Use of Individual Graduation Committees Unlocks Diplomas for Qualified Students

News Release: San Antonio (November 14, 2016) – Students who are economically disadvantaged, Latino or African American benefited most from the alternative graduation policy established by the Texas legislature in SB149. For the 2014-15 school year, 12,077 students were assigned an individual graduation committee, and about half of those (6,279) were recommended for graduation.

Texas requires students to pass five exit STAAR exams to graduate high school. With the new policy, students who have completed all requirements and do not pass one or two of the end-of-course exams may still graduate if approved by an individual graduation committee (IGC). The policy is set to expire in 2017.

“Student assessment is essential to informing good teaching and can help communities hold local schools accountable for effectively serving all students, but children must not be hurt in the process,” said Dr. María Cuca Robledo Montecel, IDRA president and CEO. “Texas policy often goes too far by basing promotion and graduation on performance on the state’s mandated tests.”

The Intercultural Development Research Association’s analysis of the new IGC policy was released this month with its high school attrition study. Key findings show:

  • In the 2014-15 school year, 12,077 students were assigned an individual graduation committee (IGC). Of these, 52 percent (6,279) were recommended for graduation.
  • Latino students comprise 68 percent of IGC graduates and 48 percent of all graduates.
  • Economically disadvantaged students comprise 74 percent of IGC graduates and 47 percent of all graduates.
  • IGC graduates account for 2 percent of all graduates in Texas.
  • Of the 3,684 IGC graduates failing one high school exit exam, the English II and U.S. History exams account for 83 percent of all IGC graduates.
  • Of the 1,991 students failing two end-of-course exams, fewer than 1 percent failed a combination of exams that did not include either the English II or U.S. History exam.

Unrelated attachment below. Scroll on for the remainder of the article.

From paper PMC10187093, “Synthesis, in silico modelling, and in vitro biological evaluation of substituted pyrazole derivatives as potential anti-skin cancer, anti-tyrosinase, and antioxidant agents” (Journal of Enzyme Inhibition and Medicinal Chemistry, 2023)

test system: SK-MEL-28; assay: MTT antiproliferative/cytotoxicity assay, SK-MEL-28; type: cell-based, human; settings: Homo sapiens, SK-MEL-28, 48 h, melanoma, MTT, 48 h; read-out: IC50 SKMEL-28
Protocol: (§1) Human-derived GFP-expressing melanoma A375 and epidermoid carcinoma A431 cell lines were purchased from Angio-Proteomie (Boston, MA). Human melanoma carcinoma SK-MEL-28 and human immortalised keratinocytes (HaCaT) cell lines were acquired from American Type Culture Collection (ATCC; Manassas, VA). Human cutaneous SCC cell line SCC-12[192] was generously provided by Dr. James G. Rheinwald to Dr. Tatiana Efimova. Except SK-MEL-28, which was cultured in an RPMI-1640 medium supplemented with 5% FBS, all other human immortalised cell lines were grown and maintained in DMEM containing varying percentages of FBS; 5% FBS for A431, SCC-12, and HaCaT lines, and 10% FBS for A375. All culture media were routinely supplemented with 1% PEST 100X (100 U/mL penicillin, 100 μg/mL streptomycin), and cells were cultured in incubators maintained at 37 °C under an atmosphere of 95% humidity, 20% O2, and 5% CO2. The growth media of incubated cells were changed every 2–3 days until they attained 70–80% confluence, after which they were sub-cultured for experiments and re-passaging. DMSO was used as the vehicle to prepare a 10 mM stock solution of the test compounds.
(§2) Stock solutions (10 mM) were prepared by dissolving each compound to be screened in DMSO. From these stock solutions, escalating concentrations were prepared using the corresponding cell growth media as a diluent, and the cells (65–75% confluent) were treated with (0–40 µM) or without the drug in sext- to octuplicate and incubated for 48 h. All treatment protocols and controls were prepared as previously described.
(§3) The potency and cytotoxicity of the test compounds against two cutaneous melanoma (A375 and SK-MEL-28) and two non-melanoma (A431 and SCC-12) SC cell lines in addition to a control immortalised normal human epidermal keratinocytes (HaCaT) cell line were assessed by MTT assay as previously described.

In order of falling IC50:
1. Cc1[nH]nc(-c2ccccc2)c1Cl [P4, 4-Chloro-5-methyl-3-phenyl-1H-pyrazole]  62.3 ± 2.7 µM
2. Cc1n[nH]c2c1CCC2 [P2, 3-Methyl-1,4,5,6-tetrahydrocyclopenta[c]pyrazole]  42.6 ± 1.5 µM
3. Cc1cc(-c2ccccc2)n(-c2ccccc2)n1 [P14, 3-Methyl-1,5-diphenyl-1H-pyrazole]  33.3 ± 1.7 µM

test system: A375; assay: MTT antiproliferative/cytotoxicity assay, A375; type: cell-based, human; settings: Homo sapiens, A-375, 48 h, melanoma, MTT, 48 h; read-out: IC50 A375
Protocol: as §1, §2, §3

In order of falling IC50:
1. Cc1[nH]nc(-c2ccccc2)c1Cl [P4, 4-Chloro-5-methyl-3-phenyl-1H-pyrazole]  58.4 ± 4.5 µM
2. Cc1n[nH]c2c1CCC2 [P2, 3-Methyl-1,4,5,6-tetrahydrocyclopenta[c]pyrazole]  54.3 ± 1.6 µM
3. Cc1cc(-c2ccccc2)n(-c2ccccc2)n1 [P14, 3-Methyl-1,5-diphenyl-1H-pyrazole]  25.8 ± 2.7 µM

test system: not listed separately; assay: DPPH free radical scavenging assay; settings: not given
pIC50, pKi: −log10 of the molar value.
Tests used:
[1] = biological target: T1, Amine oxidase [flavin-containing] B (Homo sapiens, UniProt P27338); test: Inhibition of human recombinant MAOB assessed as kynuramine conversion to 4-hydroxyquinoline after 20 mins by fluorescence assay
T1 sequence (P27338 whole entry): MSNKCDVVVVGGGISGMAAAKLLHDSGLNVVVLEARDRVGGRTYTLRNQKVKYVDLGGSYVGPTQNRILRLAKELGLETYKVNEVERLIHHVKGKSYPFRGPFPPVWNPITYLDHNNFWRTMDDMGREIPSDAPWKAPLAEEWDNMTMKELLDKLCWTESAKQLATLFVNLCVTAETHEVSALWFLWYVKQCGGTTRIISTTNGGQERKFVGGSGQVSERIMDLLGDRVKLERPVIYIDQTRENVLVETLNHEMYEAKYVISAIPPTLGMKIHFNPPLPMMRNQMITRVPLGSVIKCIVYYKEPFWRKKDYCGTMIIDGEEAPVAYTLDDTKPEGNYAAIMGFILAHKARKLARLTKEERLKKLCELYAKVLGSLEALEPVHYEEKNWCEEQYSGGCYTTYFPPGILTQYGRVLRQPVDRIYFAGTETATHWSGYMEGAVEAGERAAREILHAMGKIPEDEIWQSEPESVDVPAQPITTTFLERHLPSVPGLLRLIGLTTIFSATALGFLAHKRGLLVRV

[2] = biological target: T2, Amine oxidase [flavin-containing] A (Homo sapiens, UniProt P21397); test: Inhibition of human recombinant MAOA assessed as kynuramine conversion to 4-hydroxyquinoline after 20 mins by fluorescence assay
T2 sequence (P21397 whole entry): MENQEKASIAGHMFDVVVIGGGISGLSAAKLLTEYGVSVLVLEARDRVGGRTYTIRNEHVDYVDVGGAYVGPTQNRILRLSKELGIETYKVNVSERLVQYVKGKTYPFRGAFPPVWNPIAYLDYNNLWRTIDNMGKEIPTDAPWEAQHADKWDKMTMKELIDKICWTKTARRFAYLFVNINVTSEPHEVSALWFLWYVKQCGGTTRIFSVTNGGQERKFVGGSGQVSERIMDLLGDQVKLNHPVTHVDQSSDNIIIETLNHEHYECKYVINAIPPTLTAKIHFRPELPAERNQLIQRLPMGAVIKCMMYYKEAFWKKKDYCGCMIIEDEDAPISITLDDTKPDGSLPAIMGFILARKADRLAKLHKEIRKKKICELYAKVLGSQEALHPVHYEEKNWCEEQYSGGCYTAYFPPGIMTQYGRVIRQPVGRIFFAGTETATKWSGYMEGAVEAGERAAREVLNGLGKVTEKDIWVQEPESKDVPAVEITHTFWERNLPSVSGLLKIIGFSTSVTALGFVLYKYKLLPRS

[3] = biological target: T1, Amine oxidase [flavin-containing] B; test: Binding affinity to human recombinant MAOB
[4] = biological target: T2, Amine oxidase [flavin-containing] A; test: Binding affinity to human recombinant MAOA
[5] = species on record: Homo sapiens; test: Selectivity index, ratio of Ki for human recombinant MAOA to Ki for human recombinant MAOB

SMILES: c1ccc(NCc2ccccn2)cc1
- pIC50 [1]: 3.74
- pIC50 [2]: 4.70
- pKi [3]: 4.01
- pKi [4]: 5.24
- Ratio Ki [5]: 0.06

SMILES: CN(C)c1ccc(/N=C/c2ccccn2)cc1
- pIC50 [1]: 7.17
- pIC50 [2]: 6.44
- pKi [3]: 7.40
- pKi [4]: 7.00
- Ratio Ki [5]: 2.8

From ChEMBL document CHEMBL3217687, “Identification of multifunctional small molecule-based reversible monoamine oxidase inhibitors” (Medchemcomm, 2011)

“IDRA and others have been calling for accountability that does not misuse testing data for holding students back in grade or preventing them from graduating,” said David Hinojosa, J.D., IDRA National Director of Policy and author of the IGC study. “Reliance on a single measure fails to consider multiple factors that impact student achievement, including the fact that the student has no control over inequitable school resources or the quality of teaching they receive.”

The IGC consists of the school principal or designee, the teacher of the course, the teacher’s supervisor or department chair, and the parent or designee or student. They review the student’s academic record to determine his or her eligibility to graduate. The IGC analysis and IDRA’s latest attrition study are available online.

Media Contact: Christie L. Goodman, APR, at IDRA, 210-444-1710;

# # #

IDRA Resources Online

Article: Temporary Texas Policy Using Individual Graduation Committee Relieves High-Stakes for 6,000 Students

See infographic: Use of individual graduation committees unlocks diplomas for qualified students

IDRA Factsheet: Accountability that Doesn’t Hurt Students

2016 Study – Texas Public School Attrition Study, 2014-16

See infographic: Texas public schools are losing one out of four students

Courage to Connect: A Quality Schools Action Framework